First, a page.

"Handwringing" about grade inflation is "inflated," suggests Valerie Strauss in the Washington Post. She offers a piece by Jack Schneider and Ethan Hutt, authors of the 2023 book Off the Mark: How Grades, Ratings and Rankings Undermine Learning (But Don’t Have To).
They question whether grades motivate lower-achieving students. As bad grades pile up, "future prospects can begin to look quite grim," they write. Grades can "function more like a weapon than a tool."
Someone who lacks academic competence, work habits and motivation does indeed have grim prospects, but . . . Are grades the problem here?
By the way, I note that they consider a "C" to be a low grade that could hurt a student's "lifetime opportunities." I guess it no longer means "average" or "satisfactory."
Schneider and Hutt concede that grade inflation makes it hard to "communicate about the quality of student work." When everybody has an "A," colleges "make decisions based on other factors, such as school prestige, which correlate more strongly with race and family income."
Their suggestion is to allow students to "overwrite" low marks by retaking assessments "as they acquire new knowledge and skills."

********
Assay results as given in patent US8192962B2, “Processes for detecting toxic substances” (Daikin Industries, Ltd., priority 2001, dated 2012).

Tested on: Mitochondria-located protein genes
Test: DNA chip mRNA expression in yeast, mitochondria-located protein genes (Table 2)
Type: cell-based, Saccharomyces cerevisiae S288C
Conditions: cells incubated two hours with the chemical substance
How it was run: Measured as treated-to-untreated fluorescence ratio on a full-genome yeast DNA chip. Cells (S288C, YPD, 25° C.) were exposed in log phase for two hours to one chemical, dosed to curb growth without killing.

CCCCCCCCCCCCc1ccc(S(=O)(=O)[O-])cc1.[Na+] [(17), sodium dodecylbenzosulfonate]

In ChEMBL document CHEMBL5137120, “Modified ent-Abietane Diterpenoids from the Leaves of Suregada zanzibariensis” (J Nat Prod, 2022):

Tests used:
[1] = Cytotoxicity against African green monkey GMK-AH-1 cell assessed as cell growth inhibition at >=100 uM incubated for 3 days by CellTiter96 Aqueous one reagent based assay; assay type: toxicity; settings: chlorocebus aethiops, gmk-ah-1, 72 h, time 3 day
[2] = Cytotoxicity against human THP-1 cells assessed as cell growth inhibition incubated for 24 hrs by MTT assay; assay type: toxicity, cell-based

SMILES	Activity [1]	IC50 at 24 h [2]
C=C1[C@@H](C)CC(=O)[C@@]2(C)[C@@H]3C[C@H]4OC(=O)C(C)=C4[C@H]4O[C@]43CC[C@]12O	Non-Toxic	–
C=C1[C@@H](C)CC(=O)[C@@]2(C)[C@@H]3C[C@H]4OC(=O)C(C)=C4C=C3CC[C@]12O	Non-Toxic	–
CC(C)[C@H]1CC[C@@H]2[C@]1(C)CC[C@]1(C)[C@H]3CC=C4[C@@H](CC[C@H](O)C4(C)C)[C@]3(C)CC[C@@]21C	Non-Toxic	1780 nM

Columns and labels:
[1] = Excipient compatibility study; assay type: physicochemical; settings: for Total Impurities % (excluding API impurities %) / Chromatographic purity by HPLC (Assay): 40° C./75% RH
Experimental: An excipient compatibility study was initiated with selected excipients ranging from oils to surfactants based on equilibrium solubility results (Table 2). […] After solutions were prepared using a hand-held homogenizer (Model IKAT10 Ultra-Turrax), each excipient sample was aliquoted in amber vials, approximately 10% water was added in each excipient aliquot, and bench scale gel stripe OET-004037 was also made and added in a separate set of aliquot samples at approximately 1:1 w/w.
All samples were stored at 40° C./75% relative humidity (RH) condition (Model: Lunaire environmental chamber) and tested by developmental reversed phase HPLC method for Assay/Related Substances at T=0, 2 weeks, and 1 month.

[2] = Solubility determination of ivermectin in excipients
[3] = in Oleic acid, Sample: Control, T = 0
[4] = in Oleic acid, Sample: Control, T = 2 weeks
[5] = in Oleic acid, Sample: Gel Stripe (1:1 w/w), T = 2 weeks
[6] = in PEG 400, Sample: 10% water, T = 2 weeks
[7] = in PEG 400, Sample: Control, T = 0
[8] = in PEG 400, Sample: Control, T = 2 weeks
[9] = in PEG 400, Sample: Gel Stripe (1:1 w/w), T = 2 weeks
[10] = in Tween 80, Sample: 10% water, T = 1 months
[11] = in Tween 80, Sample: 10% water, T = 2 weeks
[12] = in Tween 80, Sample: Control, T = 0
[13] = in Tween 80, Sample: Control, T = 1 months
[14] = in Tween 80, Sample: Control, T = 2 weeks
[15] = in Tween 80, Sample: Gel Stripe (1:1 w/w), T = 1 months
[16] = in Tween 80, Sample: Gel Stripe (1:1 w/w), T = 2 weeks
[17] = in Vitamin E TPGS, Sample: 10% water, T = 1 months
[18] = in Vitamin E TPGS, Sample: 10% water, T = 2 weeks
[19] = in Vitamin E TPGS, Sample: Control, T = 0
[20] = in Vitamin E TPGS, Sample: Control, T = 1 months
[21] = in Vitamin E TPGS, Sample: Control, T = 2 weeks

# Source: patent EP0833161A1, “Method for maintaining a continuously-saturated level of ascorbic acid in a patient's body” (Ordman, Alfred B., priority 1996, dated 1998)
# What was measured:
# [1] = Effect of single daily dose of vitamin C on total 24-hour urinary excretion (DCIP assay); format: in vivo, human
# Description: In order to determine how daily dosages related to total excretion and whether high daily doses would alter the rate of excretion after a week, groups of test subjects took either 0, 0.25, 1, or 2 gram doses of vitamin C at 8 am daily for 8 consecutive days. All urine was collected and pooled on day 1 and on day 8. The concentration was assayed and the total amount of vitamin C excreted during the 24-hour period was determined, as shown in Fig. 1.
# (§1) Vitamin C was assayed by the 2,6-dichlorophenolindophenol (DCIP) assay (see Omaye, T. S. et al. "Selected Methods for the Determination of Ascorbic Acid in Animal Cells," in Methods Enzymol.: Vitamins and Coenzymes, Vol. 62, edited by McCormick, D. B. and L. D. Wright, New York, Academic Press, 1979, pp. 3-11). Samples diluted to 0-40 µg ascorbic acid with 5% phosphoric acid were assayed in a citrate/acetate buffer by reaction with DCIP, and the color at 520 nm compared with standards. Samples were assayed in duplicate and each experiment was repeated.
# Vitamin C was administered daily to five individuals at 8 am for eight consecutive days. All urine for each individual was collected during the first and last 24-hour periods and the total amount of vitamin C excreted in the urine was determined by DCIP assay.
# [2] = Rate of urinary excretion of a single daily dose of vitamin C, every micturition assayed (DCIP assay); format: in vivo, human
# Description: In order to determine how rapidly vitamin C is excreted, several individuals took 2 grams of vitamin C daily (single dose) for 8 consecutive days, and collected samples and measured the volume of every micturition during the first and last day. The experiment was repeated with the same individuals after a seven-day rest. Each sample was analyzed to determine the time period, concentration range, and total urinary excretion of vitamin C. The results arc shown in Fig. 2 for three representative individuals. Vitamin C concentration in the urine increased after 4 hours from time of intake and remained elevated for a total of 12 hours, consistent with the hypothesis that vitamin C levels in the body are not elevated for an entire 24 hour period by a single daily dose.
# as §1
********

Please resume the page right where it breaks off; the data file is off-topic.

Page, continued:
A student who gets a "D" in ninth-grade English might achieve "C" or "B" skills at the end of 10th or 11th or 12th grade, since they're still taking English classes. But what about biology or math or U.S. history? It doesn't seem likely.
They also propose making transcripts “double clickable.” The high-tech diploma would show "not only the grade but also examples of student work." This adds a lot of work for teachers. Will anyone double click? Maybe admissions staffers at well-funded private colleges.
Standardized testing is the obvious and efficient way to distinguish between all those "A" students. I think it's a lot fairer than assuming that a 4.0 from a private or affluent suburban school is better than a 4.0 from an urban or rural high school.
Grade inflation is giving parents a "false sense of security," writes Caitlynn Peetz on Education Week. "Parents are more likely to engage in their children’s academics if they know that they’re struggling," she writes. If they see A, B and C grades, they "aren’t likely to worry about their children’s progress and could miss critical opportunities to support or advocate for them."